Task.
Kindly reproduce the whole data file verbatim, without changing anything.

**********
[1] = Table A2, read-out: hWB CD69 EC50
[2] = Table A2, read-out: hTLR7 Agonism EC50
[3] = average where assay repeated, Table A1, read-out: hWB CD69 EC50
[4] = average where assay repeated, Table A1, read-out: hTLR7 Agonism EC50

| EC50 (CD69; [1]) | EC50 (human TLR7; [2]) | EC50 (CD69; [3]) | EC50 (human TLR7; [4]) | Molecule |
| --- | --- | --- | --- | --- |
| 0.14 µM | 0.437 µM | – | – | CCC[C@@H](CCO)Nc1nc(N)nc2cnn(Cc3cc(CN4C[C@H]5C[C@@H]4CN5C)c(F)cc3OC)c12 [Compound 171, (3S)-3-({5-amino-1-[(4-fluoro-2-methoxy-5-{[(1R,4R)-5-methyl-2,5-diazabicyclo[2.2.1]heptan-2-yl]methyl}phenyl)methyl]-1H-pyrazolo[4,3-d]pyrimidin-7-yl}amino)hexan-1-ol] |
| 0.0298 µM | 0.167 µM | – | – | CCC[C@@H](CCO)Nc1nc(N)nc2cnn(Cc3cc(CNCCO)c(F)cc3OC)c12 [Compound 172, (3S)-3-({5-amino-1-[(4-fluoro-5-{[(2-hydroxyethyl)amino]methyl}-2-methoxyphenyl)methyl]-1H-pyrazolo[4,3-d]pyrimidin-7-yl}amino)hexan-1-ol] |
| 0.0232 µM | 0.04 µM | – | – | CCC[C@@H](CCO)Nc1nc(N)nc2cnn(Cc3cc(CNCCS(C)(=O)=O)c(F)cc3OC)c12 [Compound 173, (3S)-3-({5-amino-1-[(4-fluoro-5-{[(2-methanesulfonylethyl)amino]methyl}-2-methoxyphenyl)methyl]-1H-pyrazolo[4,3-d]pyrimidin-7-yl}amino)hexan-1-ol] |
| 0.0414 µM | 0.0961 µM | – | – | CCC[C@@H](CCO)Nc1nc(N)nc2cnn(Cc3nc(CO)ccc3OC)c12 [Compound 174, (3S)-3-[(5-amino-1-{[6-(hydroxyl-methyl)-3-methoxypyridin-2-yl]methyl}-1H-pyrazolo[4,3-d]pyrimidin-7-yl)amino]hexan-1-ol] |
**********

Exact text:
[1] = Table A2, read-out: hWB CD69 EC50
[2] = Table A2, read-out: hTLR7 Agonism EC50
[3] = average where assay repeated, Table A1, read-out: hWB CD69 EC50
[4] = average where assay repeated, Table A1, read-out: hTLR7 Agonism EC50

| EC50 (CD69; [1]) | EC50 (human TLR7; [2]) | EC50 (CD69; [3]) | EC50 (human TLR7; [4]) | Molecule |
| --- | --- | --- | --- | --- |
| 0.14 µM | 0.437 µM | – | – | CCC[C@@H](CCO)Nc1nc(N)nc2cnn(Cc3cc(CN4C[C@H]5C[C@@H]4CN5C)c(F)cc3OC)c12 [Compound 171, (3S)-3-({5-amino-1-[(4-fluoro-2-methoxy-5-{[(1R,4R)-5-methyl-2,5-diazabicyclo[2.2.1]heptan-2-yl]methyl}phenyl)methyl]-1H-pyrazolo[4,3-d]pyrimidin-7-yl}amino)hexan-1-ol] |
| 0.0298 µM | 0.167 µM | – | – | CCC[C@@H](CCO)Nc1nc(N)nc2cnn(Cc3cc(CNCCO)c(F)cc3OC)c12 [Compound 172, (3S)-3-({5-amino-1-[(4-fluoro-5-{[(2-hydroxyethyl)amino]methyl}-2-methoxyphenyl)methyl]-1H-pyrazolo[4,3-d]pyrimidin-7-yl}amino)hexan-1-ol] |
| 0.0232 µM | 0.04 µM | – | – | CCC[C@@H](CCO)Nc1nc(N)nc2cnn(Cc3cc(CNCCS(C)(=O)=O)c(F)cc3OC)c12 [Compound 173, (3S)-3-({5-amino-1-[(4-fluoro-5-{[(2-methanesulfonylethyl)amino]methyl}-2-methoxyphenyl)methyl]-1H-pyrazolo[4,3-d]pyrimidin-7-yl}amino)hexan-1-ol] |
| 0.0414 µM | 0.0961 µM | – | – | CCC[C@@H](CCO)Nc1nc(N)nc2cnn(Cc3nc(CO)ccc3OC)c12 [Compound 174, (3S)-3-[(5-amino-1-{[6-(hydroxyl-methyl)-3-methoxypyridin-2-yl]methyl}-1H-pyrazolo[4,3-d]pyrimidin-7-yl)amino]hexan-1-ol] |